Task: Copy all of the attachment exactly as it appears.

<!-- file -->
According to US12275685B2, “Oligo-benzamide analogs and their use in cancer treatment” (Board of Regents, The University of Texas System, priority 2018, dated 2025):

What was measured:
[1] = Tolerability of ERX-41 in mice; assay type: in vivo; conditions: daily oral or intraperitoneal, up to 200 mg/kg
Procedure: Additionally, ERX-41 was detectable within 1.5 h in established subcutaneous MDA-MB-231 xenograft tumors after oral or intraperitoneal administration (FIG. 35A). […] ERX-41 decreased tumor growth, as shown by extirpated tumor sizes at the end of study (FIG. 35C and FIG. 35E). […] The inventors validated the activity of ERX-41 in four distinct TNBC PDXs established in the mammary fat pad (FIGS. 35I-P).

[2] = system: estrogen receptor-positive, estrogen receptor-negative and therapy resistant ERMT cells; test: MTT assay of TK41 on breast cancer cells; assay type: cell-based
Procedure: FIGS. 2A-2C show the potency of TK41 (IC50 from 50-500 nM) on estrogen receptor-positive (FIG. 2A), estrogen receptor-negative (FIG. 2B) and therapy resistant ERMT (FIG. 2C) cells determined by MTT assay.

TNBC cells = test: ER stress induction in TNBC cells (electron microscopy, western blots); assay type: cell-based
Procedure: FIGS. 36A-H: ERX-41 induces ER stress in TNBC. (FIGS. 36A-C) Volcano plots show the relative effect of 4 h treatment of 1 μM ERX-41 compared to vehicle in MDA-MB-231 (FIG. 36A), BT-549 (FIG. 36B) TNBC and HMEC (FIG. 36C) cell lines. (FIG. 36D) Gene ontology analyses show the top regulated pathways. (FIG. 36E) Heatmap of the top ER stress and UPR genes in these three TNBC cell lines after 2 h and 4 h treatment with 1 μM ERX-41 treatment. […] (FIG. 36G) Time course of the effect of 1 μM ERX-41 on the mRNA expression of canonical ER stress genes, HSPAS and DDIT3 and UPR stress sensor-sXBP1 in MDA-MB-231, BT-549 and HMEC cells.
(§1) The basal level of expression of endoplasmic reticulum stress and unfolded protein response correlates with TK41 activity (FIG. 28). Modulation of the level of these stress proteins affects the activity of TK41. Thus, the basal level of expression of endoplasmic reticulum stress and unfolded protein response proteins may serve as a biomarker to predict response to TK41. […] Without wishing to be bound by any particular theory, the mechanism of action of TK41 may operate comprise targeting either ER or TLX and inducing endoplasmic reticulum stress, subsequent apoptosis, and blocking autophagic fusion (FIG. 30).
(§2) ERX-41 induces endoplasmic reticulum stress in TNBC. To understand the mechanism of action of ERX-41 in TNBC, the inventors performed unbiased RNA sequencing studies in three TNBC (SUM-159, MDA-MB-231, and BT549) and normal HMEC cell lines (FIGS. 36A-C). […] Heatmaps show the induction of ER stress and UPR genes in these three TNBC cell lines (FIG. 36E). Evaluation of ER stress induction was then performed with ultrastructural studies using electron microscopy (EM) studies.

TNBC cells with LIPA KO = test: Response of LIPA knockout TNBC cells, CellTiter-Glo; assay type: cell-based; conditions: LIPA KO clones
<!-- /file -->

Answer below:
According to US12275685B2, “Oligo-benzamide analogs and their use in cancer treatment” (Board of Regents, The University of Texas System, priority 2018, dated 2025):

What was measured:
[1] = Tolerability of ERX-41 in mice; assay type: in vivo; conditions: daily oral or intraperitoneal, up to 200 mg/kg
Procedure: Additionally, ERX-41 was detectable within 1.5 h in established subcutaneous MDA-MB-231 xenograft tumors after oral or intraperitoneal administration (FIG. 35A). […] ERX-41 decreased tumor growth, as shown by extirpated tumor sizes at the end of study (FIG. 35C and FIG. 35E). […] The inventors validated the activity of ERX-41 in four distinct TNBC PDXs established in the mammary fat pad (FIGS. 35I-P).

[2] = system: estrogen receptor-positive, estrogen receptor-negative and therapy resistant ERMT cells; test: MTT assay of TK41 on breast cancer cells; assay type: cell-based
Procedure: FIGS. 2A-2C show the potency of TK41 (IC50 from 50-500 nM) on estrogen receptor-positive (FIG. 2A), estrogen receptor-negative (FIG. 2B) and therapy resistant ERMT (FIG. 2C) cells determined by MTT assay.

TNBC cells = test: ER stress induction in TNBC cells (electron microscopy, western blots); assay type: cell-based
Procedure: FIGS. 36A-H: ERX-41 induces ER stress in TNBC. (FIGS. 36A-C) Volcano plots show the relative effect of 4 h treatment of 1 μM ERX-41 compared to vehicle in MDA-MB-231 (FIG. 36A), BT-549 (FIG. 36B) TNBC and HMEC (FIG. 36C) cell lines. (FIG. 36D) Gene ontology analyses show the top regulated pathways. (FIG. 36E) Heatmap of the top ER stress and UPR genes in these three TNBC cell lines after 2 h and 4 h treatment with 1 μM ERX-41 treatment. […] (FIG. 36G) Time course of the effect of 1 μM ERX-41 on the mRNA expression of canonical ER stress genes, HSPAS and DDIT3 and UPR stress sensor-sXBP1 in MDA-MB-231, BT-549 and HMEC cells.
(§1) The basal level of expression of endoplasmic reticulum stress and unfolded protein response correlates with TK41 activity (FIG. 28). Modulation of the level of these stress proteins affects the activity of TK41. Thus, the basal level of expression of endoplasmic reticulum stress and unfolded protein response proteins may serve as a biomarker to predict response to TK41. […] Without wishing to be bound by any particular theory, the mechanism of action of TK41 may operate comprise targeting either ER or TLX and inducing endoplasmic reticulum stress, subsequent apoptosis, and blocking autophagic fusion (FIG. 30).
(§2) ERX-41 induces endoplasmic reticulum stress in TNBC. To understand the mechanism of action of ERX-41 in TNBC, the inventors performed unbiased RNA sequencing studies in three TNBC (SUM-159, MDA-MB-231, and BT549) and normal HMEC cell lines (FIGS. 36A-C). […] Heatmaps show the induction of ER stress and UPR genes in these three TNBC cell lines (FIG. 36E). Evaluation of ER stress induction was then performed with ultrastructural studies using electron microscopy (EM) studies.

TNBC cells with LIPA KO = test: Response of LIPA knockout TNBC cells, CellTiter-Glo; assay type: cell-based; conditions: LIPA KO clones